• Let your doctor know why you’d like to try biologics. For example, “Dr. Gonzalez, these pills don’t seem to be working for me as well any longer and I keep having recurrent bouts of psoriasis. I read recently that there are newer treatments called biologics. Are these something that would benefit my psoriasis?”
    • Ask your doctor about combining treatments or switching over only using biologics. You may want to discuss costs, including what insurance may cover and payment programs that some drug companies offer. Not all insurance companies cover biologics and other may require pre-authorization for treatments. Make sure to check with your insurance company before you undergo treatment with biologics.
  2. Recognize the benefits of biologic treatments.Doctors have used biologic treatments for at least the last 100 years. However, new technologies and developments have made biologics much more widely available and effective.Some additional benefits of using biologics to treat your psoriasis include:
    • Stopping the inflammatory cycle of psoriasis
    • Decreasing plaque buildup
    • Halting joint damage
    • Reducing inflammation
  3. Be aware of the risk factors of using biologics.Just as there are benefits to using biologic treatments for your psoriasis, you may expose yourself to risk as well. Recognizing the risks can not only help you and your doctor determine the best form of treatment, but also catch any potential issues before they become complications.
    • Recognize that biologics can lead to rare side effects that include developing nervous system disorders such as multiple sclerosis, blood disorders, and certain types of cancer.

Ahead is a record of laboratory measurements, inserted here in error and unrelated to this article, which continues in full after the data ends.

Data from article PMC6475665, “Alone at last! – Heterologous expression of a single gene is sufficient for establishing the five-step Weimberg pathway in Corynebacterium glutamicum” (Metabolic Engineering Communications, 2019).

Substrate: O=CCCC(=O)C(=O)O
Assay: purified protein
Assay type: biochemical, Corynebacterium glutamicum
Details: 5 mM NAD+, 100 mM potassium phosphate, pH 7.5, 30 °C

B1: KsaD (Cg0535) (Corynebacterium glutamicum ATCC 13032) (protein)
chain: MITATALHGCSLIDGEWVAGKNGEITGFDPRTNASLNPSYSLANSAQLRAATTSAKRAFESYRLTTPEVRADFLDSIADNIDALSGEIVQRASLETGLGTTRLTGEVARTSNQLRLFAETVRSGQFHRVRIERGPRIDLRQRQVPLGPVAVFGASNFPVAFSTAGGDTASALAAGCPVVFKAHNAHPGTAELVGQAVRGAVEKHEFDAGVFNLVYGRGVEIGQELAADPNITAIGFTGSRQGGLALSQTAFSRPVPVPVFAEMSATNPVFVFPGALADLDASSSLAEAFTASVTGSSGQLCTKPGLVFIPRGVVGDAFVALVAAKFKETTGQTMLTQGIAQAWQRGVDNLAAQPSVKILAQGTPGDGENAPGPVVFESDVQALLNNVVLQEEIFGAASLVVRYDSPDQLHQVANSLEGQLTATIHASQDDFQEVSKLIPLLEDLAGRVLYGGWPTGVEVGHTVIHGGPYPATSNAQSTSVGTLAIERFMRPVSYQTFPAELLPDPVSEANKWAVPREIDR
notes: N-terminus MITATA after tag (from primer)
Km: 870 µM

• Be aware of other risks including heart failure in patients with cardiovascular conditions, changes in blood pressure, difficulty breathing, and dizziness. You may even have abdominal discomfort or headaches.

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  • While biologics are effective, they are very expensive. Make sure that your insurance will cover this treatment.

Warnings

  • Let your doctor know if you are pregnant, may be pregnant, or are nursing. You should only undergo treatment for psoriasis with biologics if there is a clear medical need in these circumstances.
  • Avoid using biologics if you have a severely compromised immune system or an active infection.
  • Lithium, beta-blockers, and NSAIDS (such as ibuprofen) can worsen psoriasis. Talk to your doctor about reducing your dosage or finding a suitable replacement.
  • If your immune system is compromised or if you have a current infection, do not use biologics.





Video: New Therapies for Effectively Treating Psoriatic Arthritis

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Date: 13.12.2018, 17:37 / Views: 33565